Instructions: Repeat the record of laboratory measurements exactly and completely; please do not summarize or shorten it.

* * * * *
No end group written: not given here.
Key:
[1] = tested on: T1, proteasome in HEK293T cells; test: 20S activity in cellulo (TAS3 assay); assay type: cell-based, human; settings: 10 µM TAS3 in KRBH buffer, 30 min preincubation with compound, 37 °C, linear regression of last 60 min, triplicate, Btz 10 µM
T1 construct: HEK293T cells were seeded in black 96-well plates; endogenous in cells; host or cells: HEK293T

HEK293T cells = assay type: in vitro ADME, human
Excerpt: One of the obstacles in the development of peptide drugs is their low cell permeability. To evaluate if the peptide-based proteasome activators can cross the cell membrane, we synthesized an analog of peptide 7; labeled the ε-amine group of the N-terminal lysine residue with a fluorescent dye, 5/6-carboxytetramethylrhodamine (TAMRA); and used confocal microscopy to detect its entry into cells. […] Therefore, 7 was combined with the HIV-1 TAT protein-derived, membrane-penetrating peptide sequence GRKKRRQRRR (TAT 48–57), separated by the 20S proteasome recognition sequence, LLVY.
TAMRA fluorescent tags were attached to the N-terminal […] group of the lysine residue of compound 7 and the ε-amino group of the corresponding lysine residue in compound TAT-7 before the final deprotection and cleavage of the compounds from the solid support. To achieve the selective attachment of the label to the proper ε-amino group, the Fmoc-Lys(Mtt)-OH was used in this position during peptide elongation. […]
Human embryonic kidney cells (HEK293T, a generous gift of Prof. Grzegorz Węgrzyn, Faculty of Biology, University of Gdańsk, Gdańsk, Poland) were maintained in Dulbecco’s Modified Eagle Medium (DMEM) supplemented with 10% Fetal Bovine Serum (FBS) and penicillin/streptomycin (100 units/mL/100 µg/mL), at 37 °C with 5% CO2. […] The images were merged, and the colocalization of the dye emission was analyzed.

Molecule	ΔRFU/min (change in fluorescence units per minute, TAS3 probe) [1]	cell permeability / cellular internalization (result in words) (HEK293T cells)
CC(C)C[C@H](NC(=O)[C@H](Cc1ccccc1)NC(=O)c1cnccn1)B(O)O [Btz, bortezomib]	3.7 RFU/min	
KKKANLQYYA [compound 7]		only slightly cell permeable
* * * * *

No end group written: not given here.
Key:
[1] = tested on: T1, proteasome in HEK293T cells; test: 20S activity in cellulo (TAS3 assay); assay type: cell-based, human; settings: 10 µM TAS3 in KRBH buffer, 30 min preincubation with compound, 37 °C, linear regression of last 60 min, triplicate, Btz 10 µM
T1 construct: HEK293T cells were seeded in black 96-well plates; endogenous in cells; host or cells: HEK293T

HEK293T cells = assay type: in vitro ADME, human
Excerpt: One of the obstacles in the development of peptide drugs is their low cell permeability. To evaluate if the peptide-based proteasome activators can cross the cell membrane, we synthesized an analog of peptide 7; labeled the ε-amine group of the N-terminal lysine residue with a fluorescent dye, 5/6-carboxytetramethylrhodamine (TAMRA); and used confocal microscopy to detect its entry into cells. […] Therefore, 7 was combined with the HIV-1 TAT protein-derived, membrane-penetrating peptide sequence GRKKRRQRRR (TAT 48–57), separated by the 20S proteasome recognition sequence, LLVY.
TAMRA fluorescent tags were attached to the N-terminal […] group of the lysine residue of compound 7 and the ε-amino group of the corresponding lysine residue in compound TAT-7 before the final deprotection and cleavage of the compounds from the solid support. To achieve the selective attachment of the label to the proper ε-amino group, the Fmoc-Lys(Mtt)-OH was used in this position during peptide elongation. […]
Human embryonic kidney cells (HEK293T, a generous gift of Prof. Grzegorz Węgrzyn, Faculty of Biology, University of Gdańsk, Gdańsk, Poland) were maintained in Dulbecco’s Modified Eagle Medium (DMEM) supplemented with 10% Fetal Bovine Serum (FBS) and penicillin/streptomycin (100 units/mL/100 µg/mL), at 37 °C with 5% CO2. […] The images were merged, and the colocalization of the dye emission was analyzed.

Molecule	ΔRFU/min (change in fluorescence units per minute, TAS3 probe) [1]	cell permeability / cellular internalization (result in words) (HEK293T cells)
CC(C)C[C@H](NC(=O)[C@H](Cc1ccccc1)NC(=O)c1cnccn1)B(O)O [Btz, bortezomib]	3.7 RFU/min	
KKKANLQYYA [compound 7]		only slightly cell permeable